The Fragility of the Alphabetic Principle: Children's Knowledge of Letter Names Can Cause Them to Spell Syllabically Rather Than Alphabetically

J Exp Child Psychol. 1997 Mar;64(3):425-51. doi: 10.1006/jecp.1996.2353.

Abstract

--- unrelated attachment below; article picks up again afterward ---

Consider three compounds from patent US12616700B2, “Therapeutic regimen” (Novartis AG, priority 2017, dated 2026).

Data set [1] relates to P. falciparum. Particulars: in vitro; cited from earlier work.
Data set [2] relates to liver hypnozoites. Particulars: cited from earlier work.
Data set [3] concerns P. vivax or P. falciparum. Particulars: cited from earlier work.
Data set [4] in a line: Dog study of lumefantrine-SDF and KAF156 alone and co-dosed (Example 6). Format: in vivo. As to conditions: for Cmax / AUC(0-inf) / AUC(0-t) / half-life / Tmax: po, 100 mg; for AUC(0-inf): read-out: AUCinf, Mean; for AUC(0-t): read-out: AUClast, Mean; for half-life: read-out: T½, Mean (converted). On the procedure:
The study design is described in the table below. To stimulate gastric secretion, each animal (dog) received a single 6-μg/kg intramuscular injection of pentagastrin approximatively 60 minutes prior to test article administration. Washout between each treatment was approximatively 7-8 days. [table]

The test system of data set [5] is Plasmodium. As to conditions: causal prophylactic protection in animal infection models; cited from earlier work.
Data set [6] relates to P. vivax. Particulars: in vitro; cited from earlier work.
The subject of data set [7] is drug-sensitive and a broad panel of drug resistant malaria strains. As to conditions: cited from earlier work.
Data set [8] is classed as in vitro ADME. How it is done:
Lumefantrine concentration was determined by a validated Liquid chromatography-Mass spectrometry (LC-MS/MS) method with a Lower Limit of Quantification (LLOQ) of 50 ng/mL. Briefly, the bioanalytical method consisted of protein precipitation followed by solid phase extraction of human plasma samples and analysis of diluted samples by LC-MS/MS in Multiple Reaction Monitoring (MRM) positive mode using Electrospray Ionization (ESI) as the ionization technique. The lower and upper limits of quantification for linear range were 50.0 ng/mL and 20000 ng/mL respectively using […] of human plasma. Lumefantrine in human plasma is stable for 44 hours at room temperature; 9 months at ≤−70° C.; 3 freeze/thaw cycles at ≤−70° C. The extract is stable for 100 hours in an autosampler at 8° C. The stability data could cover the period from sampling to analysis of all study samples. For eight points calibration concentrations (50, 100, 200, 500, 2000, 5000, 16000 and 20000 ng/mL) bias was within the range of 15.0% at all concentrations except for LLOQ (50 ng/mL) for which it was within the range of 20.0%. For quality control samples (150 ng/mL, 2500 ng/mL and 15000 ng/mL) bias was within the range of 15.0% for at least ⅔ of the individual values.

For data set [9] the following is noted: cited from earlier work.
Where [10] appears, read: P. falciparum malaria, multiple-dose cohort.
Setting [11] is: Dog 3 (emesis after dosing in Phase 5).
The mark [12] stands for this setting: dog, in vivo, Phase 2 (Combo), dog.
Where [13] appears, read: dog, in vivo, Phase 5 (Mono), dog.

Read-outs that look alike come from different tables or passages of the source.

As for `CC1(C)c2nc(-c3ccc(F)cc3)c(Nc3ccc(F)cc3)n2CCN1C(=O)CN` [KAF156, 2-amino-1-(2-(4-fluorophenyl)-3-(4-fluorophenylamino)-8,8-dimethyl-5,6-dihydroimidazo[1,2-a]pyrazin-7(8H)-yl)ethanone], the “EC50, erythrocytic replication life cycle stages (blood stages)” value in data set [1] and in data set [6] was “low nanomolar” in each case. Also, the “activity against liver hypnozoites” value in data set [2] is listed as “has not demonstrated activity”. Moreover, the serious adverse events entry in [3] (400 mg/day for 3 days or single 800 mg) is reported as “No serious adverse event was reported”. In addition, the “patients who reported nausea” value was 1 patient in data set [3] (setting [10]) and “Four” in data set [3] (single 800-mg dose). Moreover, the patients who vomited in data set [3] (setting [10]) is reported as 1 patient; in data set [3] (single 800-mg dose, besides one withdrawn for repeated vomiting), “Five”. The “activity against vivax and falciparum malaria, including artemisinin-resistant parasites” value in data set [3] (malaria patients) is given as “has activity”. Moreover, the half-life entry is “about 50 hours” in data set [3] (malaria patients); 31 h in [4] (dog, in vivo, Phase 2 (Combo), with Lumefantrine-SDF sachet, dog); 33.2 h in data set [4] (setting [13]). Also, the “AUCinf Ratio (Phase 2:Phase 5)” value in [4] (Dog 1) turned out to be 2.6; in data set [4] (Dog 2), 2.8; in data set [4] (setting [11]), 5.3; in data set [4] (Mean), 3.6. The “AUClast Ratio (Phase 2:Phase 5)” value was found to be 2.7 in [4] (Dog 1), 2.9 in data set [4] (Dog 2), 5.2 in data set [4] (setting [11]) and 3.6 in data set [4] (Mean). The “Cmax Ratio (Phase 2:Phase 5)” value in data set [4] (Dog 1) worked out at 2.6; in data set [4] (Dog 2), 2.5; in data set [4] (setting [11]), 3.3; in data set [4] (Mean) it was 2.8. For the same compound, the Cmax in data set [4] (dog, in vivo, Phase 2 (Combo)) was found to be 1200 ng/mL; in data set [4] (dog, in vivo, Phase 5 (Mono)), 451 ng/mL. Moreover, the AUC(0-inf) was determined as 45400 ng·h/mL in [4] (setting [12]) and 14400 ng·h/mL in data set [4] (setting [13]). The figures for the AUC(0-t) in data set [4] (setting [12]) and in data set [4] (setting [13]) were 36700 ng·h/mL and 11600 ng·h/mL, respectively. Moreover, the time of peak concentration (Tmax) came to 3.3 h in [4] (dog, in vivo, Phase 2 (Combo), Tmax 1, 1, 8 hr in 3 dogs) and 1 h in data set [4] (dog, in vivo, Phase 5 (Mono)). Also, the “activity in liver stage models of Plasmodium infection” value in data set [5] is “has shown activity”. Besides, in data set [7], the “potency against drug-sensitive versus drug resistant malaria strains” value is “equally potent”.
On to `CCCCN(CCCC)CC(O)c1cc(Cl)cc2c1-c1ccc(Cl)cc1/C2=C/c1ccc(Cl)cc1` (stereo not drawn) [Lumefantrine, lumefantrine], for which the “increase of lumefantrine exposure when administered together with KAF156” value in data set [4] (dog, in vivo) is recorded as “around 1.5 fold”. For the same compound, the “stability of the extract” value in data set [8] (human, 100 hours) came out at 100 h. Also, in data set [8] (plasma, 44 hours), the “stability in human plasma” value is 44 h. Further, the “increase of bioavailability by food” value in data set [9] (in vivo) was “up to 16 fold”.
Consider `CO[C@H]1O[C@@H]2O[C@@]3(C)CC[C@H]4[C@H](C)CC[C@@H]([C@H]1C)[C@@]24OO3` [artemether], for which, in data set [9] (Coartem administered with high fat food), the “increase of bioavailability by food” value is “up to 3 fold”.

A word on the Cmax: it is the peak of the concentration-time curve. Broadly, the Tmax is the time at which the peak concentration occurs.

The present research was designed to investigate how children's early-acquired knowledge of letter names affects their spelling. Specifically, we asked whether kindergartners and first graders sometimes spell a sequence of phonemes such as /bi/ (the name of the letter b) or /zi/ (the name of the letter z) with the corresponding consonant letter rather than spelling the sequence alphabetically, with a consonant letter followed by a vowel letter. Children made a number of letter-name spelling errors, especially when the consonant and vowel formed a complete syllable. These results show that children's knowledge of letter names can cause them to deviate from the alphabetic principle-the principle that each phoneme should be represented with a single grapheme. The findings further suggest that syllables play a special role in early writing.